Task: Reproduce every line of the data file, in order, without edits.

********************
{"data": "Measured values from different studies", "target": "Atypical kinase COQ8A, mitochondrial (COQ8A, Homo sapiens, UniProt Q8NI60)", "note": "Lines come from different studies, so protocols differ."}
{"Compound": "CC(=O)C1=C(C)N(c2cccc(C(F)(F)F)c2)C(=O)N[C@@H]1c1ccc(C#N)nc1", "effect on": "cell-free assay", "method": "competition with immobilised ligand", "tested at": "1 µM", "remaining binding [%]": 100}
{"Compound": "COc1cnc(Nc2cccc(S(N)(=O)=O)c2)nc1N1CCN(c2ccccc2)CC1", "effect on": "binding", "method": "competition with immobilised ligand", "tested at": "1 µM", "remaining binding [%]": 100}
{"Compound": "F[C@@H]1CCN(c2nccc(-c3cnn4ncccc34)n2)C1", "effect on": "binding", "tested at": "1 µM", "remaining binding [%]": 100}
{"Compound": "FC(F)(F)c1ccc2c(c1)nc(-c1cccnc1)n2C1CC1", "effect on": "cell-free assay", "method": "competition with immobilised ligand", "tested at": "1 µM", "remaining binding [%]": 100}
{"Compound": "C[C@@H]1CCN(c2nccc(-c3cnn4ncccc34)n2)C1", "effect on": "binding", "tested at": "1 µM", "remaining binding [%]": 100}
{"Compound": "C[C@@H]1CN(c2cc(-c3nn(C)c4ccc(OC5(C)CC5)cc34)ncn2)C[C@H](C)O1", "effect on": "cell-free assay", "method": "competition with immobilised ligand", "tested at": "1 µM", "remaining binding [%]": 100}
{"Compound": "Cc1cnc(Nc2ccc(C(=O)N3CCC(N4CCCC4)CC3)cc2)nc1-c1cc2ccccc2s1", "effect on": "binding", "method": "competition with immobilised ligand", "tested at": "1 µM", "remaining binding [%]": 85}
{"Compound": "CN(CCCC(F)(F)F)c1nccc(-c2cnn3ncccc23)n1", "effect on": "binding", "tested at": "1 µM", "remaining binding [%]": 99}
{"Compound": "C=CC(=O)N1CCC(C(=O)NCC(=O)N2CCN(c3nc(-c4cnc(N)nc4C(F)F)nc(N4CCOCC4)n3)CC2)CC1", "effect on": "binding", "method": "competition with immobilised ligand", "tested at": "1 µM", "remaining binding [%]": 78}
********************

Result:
{"data": "Measured values from different studies", "target": "Atypical kinase COQ8A, mitochondrial (COQ8A, Homo sapiens, UniProt Q8NI60)", "note": "Lines come from different studies, so protocols differ."}
{"Compound": "CC(=O)C1=C(C)N(c2cccc(C(F)(F)F)c2)C(=O)N[C@@H]1c1ccc(C#N)nc1", "effect on": "cell-free assay", "method": "competition with immobilised ligand", "tested at": "1 µM", "remaining binding [%]": 100}
{"Compound": "COc1cnc(Nc2cccc(S(N)(=O)=O)c2)nc1N1CCN(c2ccccc2)CC1", "effect on": "binding", "method": "competition with immobilised ligand", "tested at": "1 µM", "remaining binding [%]": 100}
{"Compound": "F[C@@H]1CCN(c2nccc(-c3cnn4ncccc34)n2)C1", "effect on": "binding", "tested at": "1 µM", "remaining binding [%]": 100}
{"Compound": "FC(F)(F)c1ccc2c(c1)nc(-c1cccnc1)n2C1CC1", "effect on": "cell-free assay", "method": "competition with immobilised ligand", "tested at": "1 µM", "remaining binding [%]": 100}
{"Compound": "C[C@@H]1CCN(c2nccc(-c3cnn4ncccc34)n2)C1", "effect on": "binding", "tested at": "1 µM", "remaining binding [%]": 100}
{"Compound": "C[C@@H]1CN(c2cc(-c3nn(C)c4ccc(OC5(C)CC5)cc34)ncn2)C[C@H](C)O1", "effect on": "cell-free assay", "method": "competition with immobilised ligand", "tested at": "1 µM", "remaining binding [%]": 100}
{"Compound": "Cc1cnc(Nc2ccc(C(=O)N3CCC(N4CCCC4)CC3)cc2)nc1-c1cc2ccccc2s1", "effect on": "binding", "method": "competition with immobilised ligand", "tested at": "1 µM", "remaining binding [%]": 85}
{"Compound": "CN(CCCC(F)(F)F)c1nccc(-c2cnn3ncccc23)n1", "effect on": "binding", "tested at": "1 µM", "remaining binding [%]": 99}
{"Compound": "C=CC(=O)N1CCC(C(=O)NCC(=O)N2CCN(c3nc(-c4cnc(N)nc4C(F)F)nc(N4CCOCC4)n3)CC2)CC1", "effect on": "binding", "method": "competition with immobilised ligand", "tested at": "1 µM", "remaining binding [%]": 78}